• Davis Hall was named in her honor in 2001 – this was a residential hall on the Oklahoma State University campus. Three scholarships were named in her honor at Oklahoma State University beginning in 2001. There is the Nancy Randolph Davis Scholarship for freshmen, continuing students, and graduate students. These scholarships honor Davis’ commitment to education and learning.
  • OSU has celebrated “Nancy Randolph Davis Day” every February 1st during Black History Month since 2006.
  • She was inducted into the Oklahoma African American Hall of Fame in 2010. Among the other 2010 honorees were Dr. Lilliantyne Williams-Fields, Dr. Linda Toure (representing Opio Toure), Emma Lee Jones-Freeman, Dr. Wallace Owens Jr., and Roosevelt Milton. Opio Toure and Emma Lee Jones-Freeman were given the award posthumously.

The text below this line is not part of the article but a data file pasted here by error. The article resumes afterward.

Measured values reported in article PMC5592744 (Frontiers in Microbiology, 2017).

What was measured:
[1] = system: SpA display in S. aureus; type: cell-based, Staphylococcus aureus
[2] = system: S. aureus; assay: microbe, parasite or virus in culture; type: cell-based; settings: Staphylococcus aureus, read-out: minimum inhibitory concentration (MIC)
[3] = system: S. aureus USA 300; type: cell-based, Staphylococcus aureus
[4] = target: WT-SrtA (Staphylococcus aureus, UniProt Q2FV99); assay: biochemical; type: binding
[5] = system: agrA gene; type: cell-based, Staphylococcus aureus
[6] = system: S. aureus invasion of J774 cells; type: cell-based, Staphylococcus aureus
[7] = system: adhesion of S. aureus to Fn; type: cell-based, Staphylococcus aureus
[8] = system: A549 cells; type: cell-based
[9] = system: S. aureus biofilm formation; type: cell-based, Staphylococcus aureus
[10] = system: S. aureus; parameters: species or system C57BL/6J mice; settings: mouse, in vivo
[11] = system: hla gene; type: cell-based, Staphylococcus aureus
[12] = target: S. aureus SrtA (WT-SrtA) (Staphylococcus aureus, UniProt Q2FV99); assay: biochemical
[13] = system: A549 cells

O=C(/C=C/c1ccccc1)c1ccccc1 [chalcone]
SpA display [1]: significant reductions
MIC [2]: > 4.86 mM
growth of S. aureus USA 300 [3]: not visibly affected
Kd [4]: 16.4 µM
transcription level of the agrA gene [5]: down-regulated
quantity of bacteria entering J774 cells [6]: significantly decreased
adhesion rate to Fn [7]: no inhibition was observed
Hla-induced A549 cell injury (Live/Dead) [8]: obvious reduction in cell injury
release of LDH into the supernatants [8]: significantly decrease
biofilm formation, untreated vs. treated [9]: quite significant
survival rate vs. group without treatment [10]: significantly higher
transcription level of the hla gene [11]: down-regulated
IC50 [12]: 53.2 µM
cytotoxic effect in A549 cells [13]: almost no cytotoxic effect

• She received the OSU College of Education and Human Sciences’ Enhancing Human Lives Award in 2012.
  • She was inducted into the OSU Greek Hall of Fame in 2012.
  • She was inducted into the OSU Hall of Fame in 2018.
  • There is a 3-mile stretch on Interstate 35 west of Stillwater that is named the Nancy Randolph Davis Memorial Highway. She was given this honor in 2018.
  • Oklahoma Governor David Walters designated May 31 as “Nancy Randolph Davis Day” in 1991.
  • She received the Oklahoma Human Rights Commission’s Lifetime Achievement Award in 2008.
  • She was inducted into the Oklahoma Afro American Hall of Fame by Ntu Art Association.
  • She was inducted into the Oklahoma African-American Educators Hall of Fame in 2015.
  • A bronze sculpture of Nancy Randolph Davis was unveiled in 2019 in front of the then Human Sciences Building. Human Sciences and Human Sciences West were renamed to “Nancy Randolph Davis” and “Nancy Randolph Davis West” to honor her legacy on October 23, 2020.